The new head chef, Jon Pearce, previously worked for the Moorland Hotel on Haytor and Richardson Hotels, and is heading up the new menu in the revamped dining room under the watchful eye of executive chef Phil Sampson. Jon is bringing a lot of freshness to the table via local produce and some unusual ingredients in a rolling three-day menu (including a separate vegan menu) which changes to keep the week-long residents interested.

I start with a protein-packed Brixham Gin & Tonic Cured Salmon, with fresh dill and cucumber, and small cubes of gin-flavoured jelly. Its generous fillet belied its delicate flavours, it was full of vim and vigour – and yes, I could taste the gin!

Mr Muddy’s Chicken & Apricot Terrine was chunky and wholesome and as authentic as anything served up in a French farm house. Order with a glass of cider for a taste of Bretton.

My gurnard sat on a mound of daal, blobs of chicken sauce with parsnips cut thick and crispy sprinkled on top. I loved how it was healthy and yet so hearty, a delicious mix of sweet and savoury and the lentils brought out the meaty flavour of the fish really well.

Lamb rump fennel, aubergine, feta and Israeli couscous – a lot of food and a lot of flavour. A Mediterranean medley – the olive bread was home-made but you know the mains are good when you regret eating the bread.

My dessert was a deeply chocolatey delice with caramelised white chocolate – a lovely mix of creamy, crunchy and chewy with the rubble and honeycomb. Stylishly presented too.

Mr M’s Baked Tonka Bean Custard with pear and brandy snap makes for a an intriguing pudding, especially in company as sharing tasting notes is part of the fun. Lychee? Marzipan? Custard apple? All I know is it’s heaven with a brandy snap.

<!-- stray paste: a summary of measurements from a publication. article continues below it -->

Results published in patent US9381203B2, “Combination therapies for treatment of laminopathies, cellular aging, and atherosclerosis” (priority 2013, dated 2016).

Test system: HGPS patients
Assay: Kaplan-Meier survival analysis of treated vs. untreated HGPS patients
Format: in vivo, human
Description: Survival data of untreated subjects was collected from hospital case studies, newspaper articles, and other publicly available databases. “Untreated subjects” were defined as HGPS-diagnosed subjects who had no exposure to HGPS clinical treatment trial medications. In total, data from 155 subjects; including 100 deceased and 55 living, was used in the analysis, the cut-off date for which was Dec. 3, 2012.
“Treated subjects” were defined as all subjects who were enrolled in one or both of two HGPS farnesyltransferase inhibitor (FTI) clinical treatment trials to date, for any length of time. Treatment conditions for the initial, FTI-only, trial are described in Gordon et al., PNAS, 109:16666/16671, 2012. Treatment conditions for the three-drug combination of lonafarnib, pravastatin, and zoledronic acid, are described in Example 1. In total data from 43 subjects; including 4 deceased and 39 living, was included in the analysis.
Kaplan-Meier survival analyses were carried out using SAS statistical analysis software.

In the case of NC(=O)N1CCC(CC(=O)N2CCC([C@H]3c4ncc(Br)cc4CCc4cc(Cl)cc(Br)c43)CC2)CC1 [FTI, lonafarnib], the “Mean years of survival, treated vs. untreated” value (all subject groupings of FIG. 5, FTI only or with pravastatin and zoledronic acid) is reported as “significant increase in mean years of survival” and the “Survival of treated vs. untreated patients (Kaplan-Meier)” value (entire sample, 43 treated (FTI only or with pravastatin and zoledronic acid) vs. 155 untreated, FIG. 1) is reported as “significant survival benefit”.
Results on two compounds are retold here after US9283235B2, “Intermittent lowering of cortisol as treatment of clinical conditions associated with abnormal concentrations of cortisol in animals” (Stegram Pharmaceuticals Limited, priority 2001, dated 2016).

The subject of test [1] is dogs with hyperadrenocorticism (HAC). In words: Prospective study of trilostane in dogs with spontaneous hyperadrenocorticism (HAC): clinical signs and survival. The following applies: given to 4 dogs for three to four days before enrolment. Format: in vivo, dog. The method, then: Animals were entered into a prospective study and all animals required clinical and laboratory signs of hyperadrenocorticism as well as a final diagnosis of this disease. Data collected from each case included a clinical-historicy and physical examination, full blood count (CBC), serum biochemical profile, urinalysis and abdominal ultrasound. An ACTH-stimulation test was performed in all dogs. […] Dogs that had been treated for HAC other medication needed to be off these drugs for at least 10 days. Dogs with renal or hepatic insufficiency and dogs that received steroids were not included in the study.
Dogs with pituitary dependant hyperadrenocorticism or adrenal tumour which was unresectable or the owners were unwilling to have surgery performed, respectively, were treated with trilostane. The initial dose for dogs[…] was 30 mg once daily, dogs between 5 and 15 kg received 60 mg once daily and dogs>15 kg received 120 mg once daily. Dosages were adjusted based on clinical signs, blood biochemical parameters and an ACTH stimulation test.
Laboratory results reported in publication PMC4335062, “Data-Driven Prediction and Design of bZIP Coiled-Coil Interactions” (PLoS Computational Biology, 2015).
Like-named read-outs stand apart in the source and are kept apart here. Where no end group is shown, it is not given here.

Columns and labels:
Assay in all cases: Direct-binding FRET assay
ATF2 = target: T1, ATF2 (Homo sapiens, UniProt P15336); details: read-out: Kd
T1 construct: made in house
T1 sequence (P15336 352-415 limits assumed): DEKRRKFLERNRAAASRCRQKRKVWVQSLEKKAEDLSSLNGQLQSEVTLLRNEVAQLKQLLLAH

Fun fact: I did a bit of googling as I’d never had Tonka Bean before. The bean is from central and south America and apparently it’s banned from the menus in the US (as the waiter delightedly confirmed). Large amounts ie 30 beans can be fatal. Of course, this dish had nowhere near that amount, still it makes you feel a bit daredevil.


If you fancy making a stay of it for the spa, you can book a One Night Spa Stay (from £175) like we did. Its becoming a very popular choice for Friday nights as it’s two nights minimum on Saturday and easier to manage if you need to book a babysitter. Or you can book a Lincombe Spa & Dine, which includes a meal and two hours spa time.


Loved it! The new chef has added finesse to the presentation, as well as boosting local produce, original flavours and interesting textures for a more gastro experience. The night had everything I like – a good bar, delicious food, an exclusive but relaxed feel, easy parking despite its town location and what with a quick cocktail in the spa, it made for a memorable and really quite romantic night. A few more wines by the glass (currently seven) wouldn’t go amiss, although there’s loads of choice by bottle and the cocktail menu could be on paper not laminate to keep it classy.

Good for: treating yourself to a posh but informal dinner, like a date night or a special dinner with friends. Older family members would enjoy the peacefulness while younger friends would appreciate that it’s fine food, but without the fuss.

Not for: kids under 16, it’s adults only (although 12s and up can join if you’re a guest); people who prefer to keep it super casual; karaoke lovers.

The damage: £35pp, prix fixe. Drinks were £30 on a bottle of Marlborough Sauvignon, £11 for their signature cocktail Dr Abbs (gin and apple vodka – highly recommended). Cocktail hour runs daily between 4 -6pm, 2 for £18 or 2 mocktails ( a choice of four) for £12.

Lincombe Hall Hotel & Spa, Meadfoot Road, Torquay, Devon, TQ1 2JX +44 (0)1803 213 361,